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In summary, the conversation discusses a problem in E&M where solving an equation depends on rewriting sinh(\sqrt{p^2 + k^2} \pi) as a product of two functions. The speaker suggests trying to use the Taylor expansion of sinh, but doubts it can be split in that way due to it being a transcendental equation. They also mention the possibility of separating it at an earlier stage of the problem.

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I think if you look at an earlier stge of the problem, you may be able to separate there.

To write sinh(...) as a product of p and k, you can use the identity sinh(x) = (e^x - e^-x)/2. Then, you can factor out a k from the numerator to get k(e^x - e^-x)/2. Finally, you can use the identity e^x - e^-x = 2sinh(x) to get the final form of p*sinh(x), where p = k/2.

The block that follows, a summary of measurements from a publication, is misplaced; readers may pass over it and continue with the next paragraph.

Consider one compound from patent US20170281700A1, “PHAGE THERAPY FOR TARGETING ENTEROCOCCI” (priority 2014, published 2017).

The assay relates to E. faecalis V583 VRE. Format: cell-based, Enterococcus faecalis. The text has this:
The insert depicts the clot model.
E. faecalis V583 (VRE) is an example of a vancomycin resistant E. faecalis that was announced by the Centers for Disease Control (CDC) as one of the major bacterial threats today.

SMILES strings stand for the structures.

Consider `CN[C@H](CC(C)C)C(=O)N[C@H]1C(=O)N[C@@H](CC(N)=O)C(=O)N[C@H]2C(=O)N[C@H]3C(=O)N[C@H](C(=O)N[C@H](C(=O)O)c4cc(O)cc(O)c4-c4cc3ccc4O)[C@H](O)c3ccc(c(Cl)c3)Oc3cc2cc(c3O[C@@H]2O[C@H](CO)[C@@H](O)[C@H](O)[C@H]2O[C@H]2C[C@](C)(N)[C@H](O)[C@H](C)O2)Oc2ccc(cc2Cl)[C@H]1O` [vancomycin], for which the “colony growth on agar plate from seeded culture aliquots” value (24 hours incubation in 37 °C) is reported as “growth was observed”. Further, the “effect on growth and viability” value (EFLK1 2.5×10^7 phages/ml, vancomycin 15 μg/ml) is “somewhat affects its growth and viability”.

Yes, in addition to the identity mentioned above, there are other identities that can be used to write sinh(...) as a product of p and k. These include sinh(x) = (e^x + e^-x)/2 and sinh(x) = (e^2x - 1)/(2e^x).

Writing sinh(...) as a product of p and k can be useful when solving E&M problems because it allows you to simplify equations and make them easier to solve. It also helps to identify the role of p and k in the equation and their individual contributions to the overall solution.

No, sinh(...) can only be written as a product of p and k for specific values of x. This is because sinh(...) is a function that is defined only for real numbers, so the identity used to write it as a product may not hold for all values of x.

Yes, there is a general formula for writing sinh(...) as a product of p and k. It is sinh(x) = p*sinh(kx), where p and k are constants. However, the specific values of p and k will vary depending on the identity used and the given equation.

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